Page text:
- Use a prescription mouthwash to help treat these mouth sores
liposomal-doxorubicin May Interact with Other Medications
Doxorubicin liposome can interact with other medications, herbs, or vitamins you might be taking. An interaction is when a substance changes the way a drug works. This can be harmful or prevent the drug from working well. Your healthcare provider will look out for interactions with your current medications. Always be sure to tell your doctor about all medications, herbs, or vitamins you’re taking.
Avoid drinking grapefruit juice and eating grapefruit on the days you receive your infusion of doxorubicin liposome. Also avoid grapefruit for 2–3 days after each infusion. Grapefruit can cause you to have too much doxorubicin liposome in your body. This raises your risk of side effects.
How to Take liposomal-doxorubicin (Dosage)
Your doctor will determine a dosage that’s right for you based on your individual needs. Your general health may affect your dosage. Tell your doctor about all health conditions you have before your healthcare provider administers the drug to you.
This drug comes with serious risks if you don’t take it as prescribed.
If you don’t receive this drug at all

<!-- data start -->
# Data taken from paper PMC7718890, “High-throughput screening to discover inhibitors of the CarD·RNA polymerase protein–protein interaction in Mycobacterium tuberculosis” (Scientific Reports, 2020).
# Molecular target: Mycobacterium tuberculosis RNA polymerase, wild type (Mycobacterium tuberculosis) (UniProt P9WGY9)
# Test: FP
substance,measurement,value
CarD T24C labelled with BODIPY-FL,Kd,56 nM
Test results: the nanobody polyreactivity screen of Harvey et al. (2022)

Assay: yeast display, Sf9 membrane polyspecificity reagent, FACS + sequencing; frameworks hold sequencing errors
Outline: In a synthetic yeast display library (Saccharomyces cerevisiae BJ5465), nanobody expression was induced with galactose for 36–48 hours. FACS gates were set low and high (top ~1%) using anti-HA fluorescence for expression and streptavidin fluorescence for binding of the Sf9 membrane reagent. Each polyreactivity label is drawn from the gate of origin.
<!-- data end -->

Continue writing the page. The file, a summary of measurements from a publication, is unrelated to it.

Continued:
Your cancer will be untreated and may get worse.
If you miss doses or don’t receive the drug on schedule
Your doctor may adjust your schedule by delaying treatment. This decision may depend on how your body responds to the medication and the results of certain lab tests. However, delaying treatment for any other reason may cause your cancer to get worse. Be sure to keep all infusion appointments as directed by your doctor.
What to do if you miss a dose
Call your doctor right away to find out what to do and how to reschedule your appointment.
How to tell if the drug is working
Your doctor will review the results of your lab tests. These will show how well this drug is working to treat your cancer.
This drug is used for short-term treatment.
- Doxil - doxorubicin hydrochloride injection, suspension, liposomal. (2015, February). Retrieved from: http://dailymed.nlm.nih.gov/dailymed/drugInfo.cfm?setid=21d9c619-7e94-49e2-ac41-31e9ea96554a.
Content developed in collaboration with University of Illinois-Chicago, Drug Information Group
Medically reviewed by Creighton University, Center for Drug Information and Evidence-Based Practice on January 29, 2016